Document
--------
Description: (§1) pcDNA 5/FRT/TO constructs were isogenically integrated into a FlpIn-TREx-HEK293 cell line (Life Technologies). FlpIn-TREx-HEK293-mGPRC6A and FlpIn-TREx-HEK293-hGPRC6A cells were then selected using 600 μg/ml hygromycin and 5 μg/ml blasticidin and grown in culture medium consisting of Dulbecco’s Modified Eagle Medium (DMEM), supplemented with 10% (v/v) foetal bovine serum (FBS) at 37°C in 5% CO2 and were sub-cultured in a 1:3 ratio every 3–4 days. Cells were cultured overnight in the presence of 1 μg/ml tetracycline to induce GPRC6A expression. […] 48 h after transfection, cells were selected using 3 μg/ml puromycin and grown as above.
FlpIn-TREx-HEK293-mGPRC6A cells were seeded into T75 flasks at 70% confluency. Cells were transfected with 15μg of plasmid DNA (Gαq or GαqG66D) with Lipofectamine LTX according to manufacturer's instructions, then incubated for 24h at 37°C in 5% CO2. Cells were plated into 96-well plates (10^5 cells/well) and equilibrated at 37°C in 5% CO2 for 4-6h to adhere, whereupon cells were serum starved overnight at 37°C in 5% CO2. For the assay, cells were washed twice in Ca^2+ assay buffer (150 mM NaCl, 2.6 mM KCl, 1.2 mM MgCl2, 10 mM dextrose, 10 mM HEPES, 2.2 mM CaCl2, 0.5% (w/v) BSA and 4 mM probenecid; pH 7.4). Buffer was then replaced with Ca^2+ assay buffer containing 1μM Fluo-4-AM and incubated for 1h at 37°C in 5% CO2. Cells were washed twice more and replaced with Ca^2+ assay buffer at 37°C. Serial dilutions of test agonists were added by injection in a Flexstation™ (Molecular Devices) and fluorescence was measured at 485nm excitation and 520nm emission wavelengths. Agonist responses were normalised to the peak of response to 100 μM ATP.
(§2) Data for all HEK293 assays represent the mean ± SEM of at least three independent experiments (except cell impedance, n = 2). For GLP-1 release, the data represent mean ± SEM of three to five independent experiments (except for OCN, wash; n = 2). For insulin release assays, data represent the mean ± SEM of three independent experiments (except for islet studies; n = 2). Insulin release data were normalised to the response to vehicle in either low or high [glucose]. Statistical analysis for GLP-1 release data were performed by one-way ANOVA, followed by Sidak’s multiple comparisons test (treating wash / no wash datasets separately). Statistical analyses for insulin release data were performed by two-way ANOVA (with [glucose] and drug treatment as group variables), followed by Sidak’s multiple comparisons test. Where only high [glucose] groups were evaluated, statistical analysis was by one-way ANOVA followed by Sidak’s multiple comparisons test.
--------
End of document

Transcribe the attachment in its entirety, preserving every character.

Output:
Description: (§1) pcDNA 5/FRT/TO constructs were isogenically integrated into a FlpIn-TREx-HEK293 cell line (Life Technologies). FlpIn-TREx-HEK293-mGPRC6A and FlpIn-TREx-HEK293-hGPRC6A cells were then selected using 600 μg/ml hygromycin and 5 μg/ml blasticidin and grown in culture medium consisting of Dulbecco’s Modified Eagle Medium (DMEM), supplemented with 10% (v/v) foetal bovine serum (FBS) at 37°C in 5% CO2 and were sub-cultured in a 1:3 ratio every 3–4 days. Cells were cultured overnight in the presence of 1 μg/ml tetracycline to induce GPRC6A expression. […] 48 h after transfection, cells were selected using 3 μg/ml puromycin and grown as above.
FlpIn-TREx-HEK293-mGPRC6A cells were seeded into T75 flasks at 70% confluency. Cells were transfected with 15μg of plasmid DNA (Gαq or GαqG66D) with Lipofectamine LTX according to manufacturer's instructions, then incubated for 24h at 37°C in 5% CO2. Cells were plated into 96-well plates (10^5 cells/well) and equilibrated at 37°C in 5% CO2 for 4-6h to adhere, whereupon cells were serum starved overnight at 37°C in 5% CO2. For the assay, cells were washed twice in Ca^2+ assay buffer (150 mM NaCl, 2.6 mM KCl, 1.2 mM MgCl2, 10 mM dextrose, 10 mM HEPES, 2.2 mM CaCl2, 0.5% (w/v) BSA and 4 mM probenecid; pH 7.4). Buffer was then replaced with Ca^2+ assay buffer containing 1μM Fluo-4-AM and incubated for 1h at 37°C in 5% CO2. Cells were washed twice more and replaced with Ca^2+ assay buffer at 37°C. Serial dilutions of test agonists were added by injection in a Flexstation™ (Molecular Devices) and fluorescence was measured at 485nm excitation and 520nm emission wavelengths. Agonist responses were normalised to the peak of response to 100 μM ATP.
(§2) Data for all HEK293 assays represent the mean ± SEM of at least three independent experiments (except cell impedance, n = 2). For GLP-1 release, the data represent mean ± SEM of three to five independent experiments (except for OCN, wash; n = 2). For insulin release assays, data represent the mean ± SEM of three independent experiments (except for islet studies; n = 2). Insulin release data were normalised to the response to vehicle in either low or high [glucose]. Statistical analysis for GLP-1 release data were performed by one-way ANOVA, followed by Sidak’s multiple comparisons test (treating wash / no wash datasets separately). Statistical analyses for insulin release data were performed by two-way ANOVA (with [glucose] and drug treatment as group variables), followed by Sidak’s multiple comparisons test. Where only high [glucose] groups were evaluated, statistical analysis was by one-way ANOVA followed by Sidak’s multiple comparisons test.